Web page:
High Court Dismisses Same-sex Appeal
The State Court Rules That Only The Attorney Genral Has The Right
To Control State Cases
By Linda Hosek, Star-Bulletin
December 20, 1997
Eight present and former legislators have lost an
appeal to intervene in the same-sex marriage case, reinforcing a ruling
that the state attorney general has the exclusive right to control state
The state Supreme Court yesterday dismissed the
1996 appeal, which was an attempt by legislators to use all possible arguments
-- including homophobic, emotional, social and economic -- to fight same-sex
State Rep. Gene Ward, one of the legislators, said
he wasn't surprised by the ruling to not allow them to play a legal role
in the same-sex case.
But Ward (R, Mariner's Ridge-`Aina Haina) added
that the high court should wait until after November 1998 to make its final
Residents will vote in the November elections on
a constitutional amendment to let lawmakers define marriage.
Justices have the state's appeal of the same-sex
issue before them. If they affirm a 1996 lower court ruling that
found the state failed to show a compelling reason to ban same-sex marriage,
it would make Hawaii the first state in the nation to allow such unions.
"Some expect the court to act based on their interpretation
of the law," Ward said. "Others say it's a political court and would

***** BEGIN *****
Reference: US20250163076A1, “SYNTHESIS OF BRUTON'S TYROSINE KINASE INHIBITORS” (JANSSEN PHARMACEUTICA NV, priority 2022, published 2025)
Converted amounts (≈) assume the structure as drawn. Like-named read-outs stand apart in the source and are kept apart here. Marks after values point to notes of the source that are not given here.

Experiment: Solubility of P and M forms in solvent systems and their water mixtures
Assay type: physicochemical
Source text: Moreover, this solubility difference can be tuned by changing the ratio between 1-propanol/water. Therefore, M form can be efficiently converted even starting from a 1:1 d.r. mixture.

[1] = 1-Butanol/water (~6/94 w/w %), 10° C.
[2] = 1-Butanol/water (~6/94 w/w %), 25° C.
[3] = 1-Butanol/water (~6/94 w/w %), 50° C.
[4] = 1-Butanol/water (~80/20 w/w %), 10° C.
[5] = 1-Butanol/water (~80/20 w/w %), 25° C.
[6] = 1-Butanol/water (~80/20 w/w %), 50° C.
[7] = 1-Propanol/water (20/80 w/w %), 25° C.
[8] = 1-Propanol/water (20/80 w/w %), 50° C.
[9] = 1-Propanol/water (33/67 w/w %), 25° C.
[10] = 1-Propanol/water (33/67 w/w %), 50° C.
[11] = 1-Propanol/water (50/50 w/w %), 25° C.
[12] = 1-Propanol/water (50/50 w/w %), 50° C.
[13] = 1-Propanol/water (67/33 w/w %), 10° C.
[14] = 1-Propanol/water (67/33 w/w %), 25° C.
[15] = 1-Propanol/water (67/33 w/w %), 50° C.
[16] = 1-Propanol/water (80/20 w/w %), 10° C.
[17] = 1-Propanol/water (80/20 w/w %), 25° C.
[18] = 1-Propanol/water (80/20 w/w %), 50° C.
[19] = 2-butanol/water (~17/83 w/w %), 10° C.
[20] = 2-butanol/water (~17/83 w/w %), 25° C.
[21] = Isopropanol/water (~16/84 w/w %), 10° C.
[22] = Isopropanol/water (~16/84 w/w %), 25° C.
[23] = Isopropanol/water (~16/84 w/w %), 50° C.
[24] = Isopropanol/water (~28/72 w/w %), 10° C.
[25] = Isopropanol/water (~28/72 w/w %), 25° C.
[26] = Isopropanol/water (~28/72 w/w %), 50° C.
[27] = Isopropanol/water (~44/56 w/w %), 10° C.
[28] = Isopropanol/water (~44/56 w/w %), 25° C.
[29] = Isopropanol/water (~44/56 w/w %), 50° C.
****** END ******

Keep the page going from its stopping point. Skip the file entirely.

likely wait until the people decide in November."
He predicted a ruling before the vote would ignite
a firestorm of protest.
Dan Foley, the attorney representing the three couples
who sued for the right to marry, said Ward was trying to turn a constitutional
issue into a political one to advance his own career.
He said Ward's proposal to let the majority rule
or to determine issues through polls leaves the minority without rights.
Foley also said the 1998 amendment was the first
on the books intended to take away rights, adding that the right to marry
In their ruling yesterday, justices affirmed a 1996
ruling by Circuit Judge Kevin Chang, who found that the legislators couldn't
intervene. He cited a 1976 state Supreme Court decision that gives
the attorney general the right to control state cases.
He also said the lawmakers, aided by the legal counsel
of Christian leader Pat Robertson, provided no evidence to suggest the
state was inadequately representing the case.
Justice drew national and international attention
with their 1993 ruling on the issue.
They presumed that same-sex couples have a right
to marry based on the state Constitution's equal protection clause, which
prohibits gender discrimination.
But they also threw the case back to the state,
giving officials a chance to ban same-sex marriage by showing a compelling
Chang, who also presided over the trial, found that
the state didn't prove its case.